Too many children with vision disorders have unmet needs for care, leaving them vulnerable to negative effects on learning and development. Racial and socioeconomic inequities in access to care are evident across a variety of measures and studies. White children and children from families with higher incomes are more likely than other children to have diagnosed eye or vision disorders, suggesting greater access to diagnostic eye care. Meanwhile, among children with diagnosed eye conditions, black children have lower overall health care expenditures than white children, but twice the expenditures for eye/visionrelated emergency services, possibly indicating less access to a regular source of office-based health care. The same pattern is evident when comparing children from families with incomes below 400 percent of the Federal Poverty Level to children from families with higher incomes.
Nearly one in four (24%) adolescents with correctable refractive error has inadequate correction.
The odds of having inadequately corrected refractive error are significantly higher for Mexican American and non-Hispanic black youth, regardless of family income level; more than a third of Mexican American and non-Hispanic black adolescents have inadequately corrected refractive error.
An estimated 6 percent of children with special health care needs (CSHCN) have unmet vision care needs.
Howeve, rates differ significantly across racial/ethnic and socioeconomic groups. Compared to non-Hispanic white CSHCN, non-Hispanic black, multiracial, and Hispanic CSHCN are two to three times more likely to have unmet vision care needs. CSHCN with no health insurance are almost twice as likely than CSHCN with private health insurance to have unmet vision care needs, while those Medicaid or SCHIP are less likely than those with private insurance to have unmet needs. For 13 percent of CSHCN, an adult in the family had stopped working in order to care for the child; those children are about 1.5 times as likely to have unmet vision care needs.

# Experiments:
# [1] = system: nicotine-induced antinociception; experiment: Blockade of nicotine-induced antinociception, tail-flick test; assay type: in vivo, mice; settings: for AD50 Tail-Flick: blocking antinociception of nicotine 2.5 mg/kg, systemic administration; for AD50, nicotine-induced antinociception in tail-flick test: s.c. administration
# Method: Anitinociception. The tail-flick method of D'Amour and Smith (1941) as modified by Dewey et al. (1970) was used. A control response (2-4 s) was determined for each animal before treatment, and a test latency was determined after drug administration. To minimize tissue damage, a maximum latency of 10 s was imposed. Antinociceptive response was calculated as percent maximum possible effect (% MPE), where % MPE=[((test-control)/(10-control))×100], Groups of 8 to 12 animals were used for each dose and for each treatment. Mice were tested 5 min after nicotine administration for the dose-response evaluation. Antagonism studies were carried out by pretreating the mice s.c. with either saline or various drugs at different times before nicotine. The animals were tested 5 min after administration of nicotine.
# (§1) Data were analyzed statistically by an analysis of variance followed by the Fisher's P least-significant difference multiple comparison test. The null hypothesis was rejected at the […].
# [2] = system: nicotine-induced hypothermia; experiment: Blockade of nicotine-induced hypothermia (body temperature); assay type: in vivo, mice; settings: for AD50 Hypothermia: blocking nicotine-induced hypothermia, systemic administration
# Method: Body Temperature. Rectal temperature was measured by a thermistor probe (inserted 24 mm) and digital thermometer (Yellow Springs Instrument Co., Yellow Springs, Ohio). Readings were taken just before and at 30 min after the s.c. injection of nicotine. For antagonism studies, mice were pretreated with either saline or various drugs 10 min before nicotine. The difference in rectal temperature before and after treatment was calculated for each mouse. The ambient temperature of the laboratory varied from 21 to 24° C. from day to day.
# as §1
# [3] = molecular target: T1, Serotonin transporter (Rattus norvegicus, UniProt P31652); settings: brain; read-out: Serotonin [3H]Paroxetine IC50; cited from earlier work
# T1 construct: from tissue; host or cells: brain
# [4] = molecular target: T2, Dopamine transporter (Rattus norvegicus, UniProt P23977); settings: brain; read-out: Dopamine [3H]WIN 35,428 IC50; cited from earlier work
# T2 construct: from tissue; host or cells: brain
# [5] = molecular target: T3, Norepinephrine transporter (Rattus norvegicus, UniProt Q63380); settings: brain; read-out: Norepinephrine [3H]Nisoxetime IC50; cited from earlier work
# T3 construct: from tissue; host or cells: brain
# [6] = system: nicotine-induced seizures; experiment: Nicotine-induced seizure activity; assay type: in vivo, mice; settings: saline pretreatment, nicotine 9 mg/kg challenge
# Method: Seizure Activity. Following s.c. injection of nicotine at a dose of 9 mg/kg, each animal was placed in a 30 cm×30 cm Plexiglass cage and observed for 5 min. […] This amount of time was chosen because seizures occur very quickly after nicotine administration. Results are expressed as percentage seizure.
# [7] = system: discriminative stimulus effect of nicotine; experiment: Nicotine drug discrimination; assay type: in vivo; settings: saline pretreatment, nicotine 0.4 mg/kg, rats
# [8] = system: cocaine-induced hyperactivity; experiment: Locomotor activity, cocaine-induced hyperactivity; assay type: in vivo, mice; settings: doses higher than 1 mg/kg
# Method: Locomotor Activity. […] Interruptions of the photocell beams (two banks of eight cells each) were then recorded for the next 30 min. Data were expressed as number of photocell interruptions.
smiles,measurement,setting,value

In a study of 5th-graders who wore eyeglasses or had been told that they needed to wear eyeglasses, 14 percent had gone without needed new or replacement eyeglasses within the last year because their parents could not afford the cost. Children from families with lower incomes and children who lacked health insurance were more likely to have gone without needed eyeglasses. Even among children covered by health insurance (public or private), only 15 percent reported having vision benefits that covered eye exams and eyeglasses.
Nationally, only one-quarter of employees of private sector businesses have access to vision benefits through their employers.
The role of health insurance in families’ ability to access vision services was significantly strengthened by the passage of the Affordable Care Act. Pediatric vision care is an Essential Health Benefit under the ACA. All new individual and small group health insurance plans, including plans sold through the Health Insurance Marketplace created under the ACA, provide coverage of vision services for children younger than 19 years. In most states, this coverage amounts to a yearly comprehensive eye exam and eyeglasses, though benefits vary by state. (See Pediatric Vision Benefits Available Under the Affordable Care Act.) In addition, all Marketplace plans cover vision screening by the primary care provider with no copay or coinsurance.
Pediatric Vision Benefits Available Under the Affordable Care Act
Pediatric vision care is an essential health benefit under the Affordable Care Act; all new individual and small group health insurance plans, whether or not they are part of the ACA’s Health Insurance Marketplace (also called “exchanges”), must provide coverage of vision services for children younger than 19 years.